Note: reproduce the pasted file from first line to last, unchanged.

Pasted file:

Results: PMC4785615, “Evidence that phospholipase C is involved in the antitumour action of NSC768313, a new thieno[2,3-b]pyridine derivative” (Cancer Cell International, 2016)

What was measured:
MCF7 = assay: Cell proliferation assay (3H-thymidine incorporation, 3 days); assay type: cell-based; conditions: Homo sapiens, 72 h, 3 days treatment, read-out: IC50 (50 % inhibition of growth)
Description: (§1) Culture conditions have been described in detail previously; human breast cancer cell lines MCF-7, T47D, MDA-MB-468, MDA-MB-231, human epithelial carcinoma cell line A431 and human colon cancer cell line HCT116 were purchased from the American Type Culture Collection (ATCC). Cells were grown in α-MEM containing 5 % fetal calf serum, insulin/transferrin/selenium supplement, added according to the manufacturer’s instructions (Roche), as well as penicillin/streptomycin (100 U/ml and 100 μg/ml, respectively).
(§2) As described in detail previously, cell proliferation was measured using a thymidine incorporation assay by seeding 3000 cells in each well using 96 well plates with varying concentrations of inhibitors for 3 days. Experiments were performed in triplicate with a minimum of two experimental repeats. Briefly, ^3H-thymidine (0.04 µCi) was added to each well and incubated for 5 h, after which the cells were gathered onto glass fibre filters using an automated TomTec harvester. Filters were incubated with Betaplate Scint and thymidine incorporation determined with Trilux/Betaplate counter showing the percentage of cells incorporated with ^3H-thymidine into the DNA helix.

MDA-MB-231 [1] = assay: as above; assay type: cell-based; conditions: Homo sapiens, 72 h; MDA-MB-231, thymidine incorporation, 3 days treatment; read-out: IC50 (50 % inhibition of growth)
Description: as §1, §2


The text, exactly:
Results: PMC4785615, “Evidence that phospholipase C is involved in the antitumour action of NSC768313, a new thieno[2,3-b]pyridine derivative” (Cancer Cell International, 2016)

What was measured:
MCF7 = assay: Cell proliferation assay (3H-thymidine incorporation, 3 days); assay type: cell-based; conditions: Homo sapiens, 72 h, 3 days treatment, read-out: IC50 (50 % inhibition of growth)
Description: (§1) Culture conditions have been described in detail previously; human breast cancer cell lines MCF-7, T47D, MDA-MB-468, MDA-MB-231, human epithelial carcinoma cell line A431 and human colon cancer cell line HCT116 were purchased from the American Type Culture Collection (ATCC). Cells were grown in α-MEM containing 5 % fetal calf serum, insulin/transferrin/selenium supplement, added according to the manufacturer’s instructions (Roche), as well as penicillin/streptomycin (100 U/ml and 100 μg/ml, respectively).
(§2) As described in detail previously, cell proliferation was measured using a thymidine incorporation assay by seeding 3000 cells in each well using 96 well plates with varying concentrations of inhibitors for 3 days. Experiments were performed in triplicate with a minimum of two experimental repeats. Briefly, ^3H-thymidine (0.04 µCi) was added to each well and incubated for 5 h, after which the cells were gathered onto glass fibre filters using an automated TomTec harvester. Filters were incubated with Betaplate Scint and thymidine incorporation determined with Trilux/Betaplate counter showing the percentage of cells incorporated with ^3H-thymidine into the DNA helix.

MDA-MB-231 [1] = assay: as above; assay type: cell-based; conditions: Homo sapiens, 72 h; MDA-MB-231, thymidine incorporation, 3 days treatment; read-out: IC50 (50 % inhibition of growth)
Description: as §1, §2